# Spaces, Bundles and Characteristic Classes in Differential Geometry

• Neculai S. Teleman
Chapter

## Abstract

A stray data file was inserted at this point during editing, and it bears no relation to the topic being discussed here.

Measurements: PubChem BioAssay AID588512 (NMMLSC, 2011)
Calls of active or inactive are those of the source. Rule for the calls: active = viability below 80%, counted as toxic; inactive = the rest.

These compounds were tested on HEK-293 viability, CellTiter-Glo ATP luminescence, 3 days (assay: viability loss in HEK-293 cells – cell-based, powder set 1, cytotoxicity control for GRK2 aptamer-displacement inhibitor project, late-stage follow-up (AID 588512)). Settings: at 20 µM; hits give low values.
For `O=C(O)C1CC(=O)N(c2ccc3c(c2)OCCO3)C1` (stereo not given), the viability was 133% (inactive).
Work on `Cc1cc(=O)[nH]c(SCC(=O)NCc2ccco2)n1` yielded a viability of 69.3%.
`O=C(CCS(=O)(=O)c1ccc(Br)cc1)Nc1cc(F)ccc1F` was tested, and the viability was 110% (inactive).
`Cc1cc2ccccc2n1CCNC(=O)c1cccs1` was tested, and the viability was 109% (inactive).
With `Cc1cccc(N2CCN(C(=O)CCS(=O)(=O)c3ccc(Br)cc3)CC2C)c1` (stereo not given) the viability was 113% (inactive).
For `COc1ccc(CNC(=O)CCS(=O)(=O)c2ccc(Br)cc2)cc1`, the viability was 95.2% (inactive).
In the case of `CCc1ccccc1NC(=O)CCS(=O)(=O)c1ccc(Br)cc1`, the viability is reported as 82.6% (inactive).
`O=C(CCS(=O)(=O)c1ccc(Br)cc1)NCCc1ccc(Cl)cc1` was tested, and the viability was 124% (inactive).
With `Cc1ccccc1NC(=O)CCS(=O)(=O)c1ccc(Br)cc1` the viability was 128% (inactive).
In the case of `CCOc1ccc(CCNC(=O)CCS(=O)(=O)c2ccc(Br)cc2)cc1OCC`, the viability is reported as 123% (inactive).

Part II prepares the reader to see how some of the basic notions of differential geometry pass into non-commutative geometry. The basic notions presented in the first chapter are reconsidered in the second chapter from a non-commutative geometry view point. Differential geometry begins with the algebra $$\mathcal {A} = C^{\infty }(M)$$ of smooth functions and builds up by adding multiple structures; classical index theory uses most of these structures. Non-commutative geometry is abstract index theory; its axioms comprise many of these structures. While differential geometry is built by summing up different structures, non-commutative geometry reverses this process. In differential geometry the commutativity and locality assumptions are built in by means of the construction of differential forms. There are two basic differences which summarise the passage from differential geometry to non-commutative geometry: in differential geometry (1) the basic algebra $$\mathcal {A} = C^{\infty }$$is commutative, has true derivations (differential fields), and has a topology—the Fréchet topology; in non-commutative geometry, the basic algebra $$\mathcal {A}$$is not required to be commutative nor to have a topology, nor to have derivations, (2) in differential geometry, the basic algebra $$\mathcal {A}$$ is used to produce local objects; in non-commutative geometry the locality assumption is removed. Non-commutative geometry finds and uses the minimal structure which stays at the foundation of geometry: of differential forms, product of (some) distributions, bundles, characteristic classes, cohomology/homology and index theory. The consequences of this discovery are far reaching.

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